Alex Taylor, Head of Policy at the Institution of Engineering and Technology, said: “We welcome the Common’s Science and Technology committee’s report on the role of hydrogen in reaching Net Zero, and we agree with the report’s general conclusion – while hydrogen is not a ‘panacea’, it may play a critical role in decarbonising some specific sectors.
“We’re pleased that the Committee’s report recognises the difficulty in using hydrogen for heating homes. Our report UK renewables – limitless energy or precious resource? shows that the UK needs at least a four-fold increase in its low-carbon power generation by 2050 to meet electricity demand.
This projection rises to a six-fold increase if hydrogen boilers – which are only one-third as efficient as heat pumps – are rolled out nationally without additional efficiency measures.
In other words, hydrogen for heating homes will put tremendous pressure on the UK’s green energy supply.
“Our collaborative research with the Future Power System Architecture group underscores the need for a ‘whole systems’ approach to anticipating and meeting future energy demand – this includes a real focus on efficiency.
Our upcoming report ‘Decarbonising the Built Environment’ agrees that heat pumps and district heat networks are the main solutions to decarbonising the UK’s domestic heating supply, with hydrogen reserved for more valuable industrial uses. Therefore, we share the Committee’s concern about the government’s recent announcement to mandate that all boilers are ‘hydrogen-ready’ by 2026.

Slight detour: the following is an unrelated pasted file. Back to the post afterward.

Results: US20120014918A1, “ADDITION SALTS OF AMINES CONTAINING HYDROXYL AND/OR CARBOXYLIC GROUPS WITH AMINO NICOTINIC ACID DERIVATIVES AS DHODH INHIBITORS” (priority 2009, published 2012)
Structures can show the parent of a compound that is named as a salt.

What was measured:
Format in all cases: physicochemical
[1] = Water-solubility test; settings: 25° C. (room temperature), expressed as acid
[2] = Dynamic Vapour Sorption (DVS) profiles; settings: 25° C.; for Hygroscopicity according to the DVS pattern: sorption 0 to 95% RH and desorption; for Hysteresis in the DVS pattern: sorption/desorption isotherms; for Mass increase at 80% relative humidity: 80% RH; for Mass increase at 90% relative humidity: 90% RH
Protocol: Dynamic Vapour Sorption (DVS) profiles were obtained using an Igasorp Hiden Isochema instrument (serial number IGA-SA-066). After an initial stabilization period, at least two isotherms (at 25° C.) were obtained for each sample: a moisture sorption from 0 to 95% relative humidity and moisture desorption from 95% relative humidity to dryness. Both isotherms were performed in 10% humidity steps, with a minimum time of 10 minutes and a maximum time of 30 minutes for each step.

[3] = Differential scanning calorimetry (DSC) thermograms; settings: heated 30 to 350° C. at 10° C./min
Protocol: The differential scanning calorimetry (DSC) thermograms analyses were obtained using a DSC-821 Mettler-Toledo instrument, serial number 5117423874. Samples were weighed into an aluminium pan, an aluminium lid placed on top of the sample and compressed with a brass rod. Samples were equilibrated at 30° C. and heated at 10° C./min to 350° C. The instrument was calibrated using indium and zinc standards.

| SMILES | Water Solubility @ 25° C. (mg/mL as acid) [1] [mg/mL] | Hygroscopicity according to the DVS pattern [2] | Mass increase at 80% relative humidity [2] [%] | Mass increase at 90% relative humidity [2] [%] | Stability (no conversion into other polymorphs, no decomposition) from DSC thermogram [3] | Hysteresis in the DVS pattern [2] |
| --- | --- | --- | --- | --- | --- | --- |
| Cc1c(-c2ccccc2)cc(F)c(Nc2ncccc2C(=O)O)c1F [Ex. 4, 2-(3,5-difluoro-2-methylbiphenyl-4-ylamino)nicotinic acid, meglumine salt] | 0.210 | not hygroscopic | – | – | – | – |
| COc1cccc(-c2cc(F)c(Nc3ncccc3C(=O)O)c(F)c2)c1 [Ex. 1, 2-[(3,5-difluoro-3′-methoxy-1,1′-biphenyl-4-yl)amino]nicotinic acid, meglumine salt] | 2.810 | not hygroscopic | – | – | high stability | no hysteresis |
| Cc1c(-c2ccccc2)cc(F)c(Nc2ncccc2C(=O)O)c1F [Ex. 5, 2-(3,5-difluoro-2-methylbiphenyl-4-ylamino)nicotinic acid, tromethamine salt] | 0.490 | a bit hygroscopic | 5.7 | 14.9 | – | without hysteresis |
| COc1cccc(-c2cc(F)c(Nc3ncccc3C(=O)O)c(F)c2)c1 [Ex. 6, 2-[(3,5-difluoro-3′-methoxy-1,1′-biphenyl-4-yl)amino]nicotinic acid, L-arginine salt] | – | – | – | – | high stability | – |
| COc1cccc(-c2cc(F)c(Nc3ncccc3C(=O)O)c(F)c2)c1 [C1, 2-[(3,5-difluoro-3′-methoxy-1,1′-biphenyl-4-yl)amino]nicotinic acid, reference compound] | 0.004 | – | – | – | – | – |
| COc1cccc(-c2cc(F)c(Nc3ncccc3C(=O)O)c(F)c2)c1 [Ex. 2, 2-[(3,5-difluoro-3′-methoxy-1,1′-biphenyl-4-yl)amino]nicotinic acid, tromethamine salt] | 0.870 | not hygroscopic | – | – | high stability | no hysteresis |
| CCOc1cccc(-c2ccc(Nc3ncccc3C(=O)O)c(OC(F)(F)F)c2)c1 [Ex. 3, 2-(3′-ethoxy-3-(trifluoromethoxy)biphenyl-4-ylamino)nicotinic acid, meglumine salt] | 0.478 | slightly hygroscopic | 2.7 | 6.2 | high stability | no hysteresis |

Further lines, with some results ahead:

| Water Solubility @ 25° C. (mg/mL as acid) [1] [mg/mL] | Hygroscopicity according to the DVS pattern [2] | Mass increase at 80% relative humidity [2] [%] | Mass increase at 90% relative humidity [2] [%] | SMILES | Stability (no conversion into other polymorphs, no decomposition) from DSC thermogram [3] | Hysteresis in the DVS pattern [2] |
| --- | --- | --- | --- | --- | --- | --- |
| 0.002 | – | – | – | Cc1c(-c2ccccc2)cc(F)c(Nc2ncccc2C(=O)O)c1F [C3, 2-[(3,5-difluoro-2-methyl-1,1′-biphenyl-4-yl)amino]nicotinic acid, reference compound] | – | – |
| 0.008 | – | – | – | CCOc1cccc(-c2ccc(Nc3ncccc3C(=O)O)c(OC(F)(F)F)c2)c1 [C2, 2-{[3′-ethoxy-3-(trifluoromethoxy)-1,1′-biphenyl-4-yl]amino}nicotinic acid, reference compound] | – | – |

“We are also pleased that the Committee has recognised our research into Hydrogen for Road Transport, which identifies three key factors for enabling the uptake of hydrogen-fuelled vehicles – 1) consumer choice, 2) zero hydrogen production, and 3) storage and distribution.
While unlikely to capture a significant fraction of the domestic market, hydrogen fuel may become the leading option for heavier, fleet-type vehicles such as emergency services and buses.
“However, significant government funding support is required for hydrogen to evolve into a viable and sustainable transport fuel – this should be targeted at early, innovative low carbon hydrogen production projects, which are unlikely to obtain funding through traditional methods.”